In late August of 2009, I had the pleasure to attend an Arizona Investment Council (AIC) Conference on "Meeting Arizona's Water Needs Today and Tomorrow" in Tucson.  It was on a morning earlier in the same week that Arizona Water Resources Research Center (WRRC) Director Sharon Megdal had an op-ed piece printed in the Arizona Republic, the state's largest newspaper.  Her piece was the talk of the conference, timed as it was and given the title: "Concise vision needed for water."  Dr. Megdal was present, as were many from the University of Arizona and the Tucson professional (i.e. government and engineering) water community.  Presentations and discussion panels were led by the Directors of the state Departments of Water Resources (ADWR) and Environmental Quality (ADEQ) and the Chairperson of the Arizona Corporation Commission (ACC).  The Central Arizona Project (CAP) was well-represented, as was the academic and professional water community from the Phoenix area.  My attendance was supported directly by Dr. Megdal's projects and the larger Water Sustainability Program at the UA, to whom I owe a huge debt of gratitude for support throughout my work in Arizona.

Dr. Megdal's op-ed was a provocative and imaginative call to leaders to climb out the state's then-current mood of apathy and denial:
"I am often called upon to educate audiences on Arizona water management.  In my presentations, I include my 'Issues and Challenges' slide.  I've recently added a graphic of a water glass that might either be half-full or half-empty.  Contributing to the impression it is half-full are the many positive aspects to our water-management framework in Arizona, particularly our groundwater management in the Active Management Areas.
"Notable achievements half-filling the glass include our assured and adequate water supply program, our water-recharge and -banking programs, and our reliance on local groups to consider drought and watershed based water supply-and-quality matters.
"I am concerned, however, about our lack of a comprehensive vision, a deficiency that reflects both lack of a mandate for a statewide water plan and the limited resources to support coordinated water planning efforts.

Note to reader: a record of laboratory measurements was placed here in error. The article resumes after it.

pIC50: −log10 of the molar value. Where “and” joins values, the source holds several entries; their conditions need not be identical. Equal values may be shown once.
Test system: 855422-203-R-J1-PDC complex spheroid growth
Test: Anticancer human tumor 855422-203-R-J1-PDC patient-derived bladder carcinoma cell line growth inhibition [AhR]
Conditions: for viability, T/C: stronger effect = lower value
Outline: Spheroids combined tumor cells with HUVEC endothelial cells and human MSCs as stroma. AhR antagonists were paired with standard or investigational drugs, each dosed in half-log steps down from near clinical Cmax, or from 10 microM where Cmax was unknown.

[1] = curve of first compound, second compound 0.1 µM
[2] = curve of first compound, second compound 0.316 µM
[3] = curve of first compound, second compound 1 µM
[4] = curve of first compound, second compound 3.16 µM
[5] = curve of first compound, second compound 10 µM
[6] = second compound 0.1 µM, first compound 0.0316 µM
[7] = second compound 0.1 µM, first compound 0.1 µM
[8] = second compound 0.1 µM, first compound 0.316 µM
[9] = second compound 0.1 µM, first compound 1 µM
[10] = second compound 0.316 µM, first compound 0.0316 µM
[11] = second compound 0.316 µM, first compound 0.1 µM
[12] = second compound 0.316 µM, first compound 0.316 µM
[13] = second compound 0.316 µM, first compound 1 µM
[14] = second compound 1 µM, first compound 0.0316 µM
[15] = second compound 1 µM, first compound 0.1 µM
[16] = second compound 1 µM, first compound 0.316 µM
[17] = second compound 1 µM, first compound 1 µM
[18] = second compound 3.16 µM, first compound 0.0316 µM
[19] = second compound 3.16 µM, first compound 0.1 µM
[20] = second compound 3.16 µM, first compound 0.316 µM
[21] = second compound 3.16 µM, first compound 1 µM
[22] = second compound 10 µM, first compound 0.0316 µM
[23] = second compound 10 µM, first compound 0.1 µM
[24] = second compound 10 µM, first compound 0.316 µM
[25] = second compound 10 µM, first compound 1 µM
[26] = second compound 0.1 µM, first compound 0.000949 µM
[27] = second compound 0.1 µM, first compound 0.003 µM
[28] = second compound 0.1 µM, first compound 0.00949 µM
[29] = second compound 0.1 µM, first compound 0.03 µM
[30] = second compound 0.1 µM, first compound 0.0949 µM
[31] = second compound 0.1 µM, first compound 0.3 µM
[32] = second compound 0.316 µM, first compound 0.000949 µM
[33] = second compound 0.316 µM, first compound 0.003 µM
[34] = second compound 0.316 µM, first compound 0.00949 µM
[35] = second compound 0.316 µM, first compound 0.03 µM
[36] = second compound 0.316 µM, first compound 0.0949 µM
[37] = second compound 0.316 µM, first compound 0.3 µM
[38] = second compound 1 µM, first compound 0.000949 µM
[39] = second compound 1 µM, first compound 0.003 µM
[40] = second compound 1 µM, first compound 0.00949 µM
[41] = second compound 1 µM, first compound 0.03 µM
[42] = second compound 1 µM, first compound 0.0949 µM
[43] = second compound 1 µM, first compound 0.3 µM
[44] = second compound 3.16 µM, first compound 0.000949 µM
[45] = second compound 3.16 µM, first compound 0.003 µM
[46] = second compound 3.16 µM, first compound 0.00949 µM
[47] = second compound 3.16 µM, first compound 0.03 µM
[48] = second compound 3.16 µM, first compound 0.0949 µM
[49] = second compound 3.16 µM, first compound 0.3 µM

"When I hear of water users from different parts of the state speak hopefully about Colorado River water as part of their future water supplies, I wonder if the groups know of each other.  Not only is the state's Colorado River water allotment almost fully allocated but the infrastructure required to deliver water that might be secured could be very costly.
"Predictions that the Southwest will become drier and warmer have raised many questions, particularly about Colorado River flow assumptions.  I think it would be wise to take a statewide look to seek possibilities for economies associated with infrastructure investment, as well as possible conflicts in plans.
"Looked at another way, the glass is half empty.  Contributing to the half-empty impression is my list of items requiring continuing attention: growth and the need for additional supplies; drought and climate variability; and water quality, to name a few.
"Faced with my longer list, one might be tempted to give way to despondency and despair. Yet that would be premature because capable water professionals and officials recognize these troublesome issues and are working diligently to address them.  The critical question is whether we are doing enough.  I think we can do more as a state to plan for our future and involve a broad spectrum of people.
"With growth temporarily slowed, now is the ideal time to assess where we are and what we need to be doing to prepare for the future, even in the face of many uncertainties and challenges.  It is high time we assemble the resources and work together on a statewide water plan."
Coming near the end of a long and dry summer, in the midst of another fizzled monsoon season, hopes were high for some centralized response from the new Governor's administration and the Legislature in Phoenix.  It was simply not to become the material response that we advocates were looking for.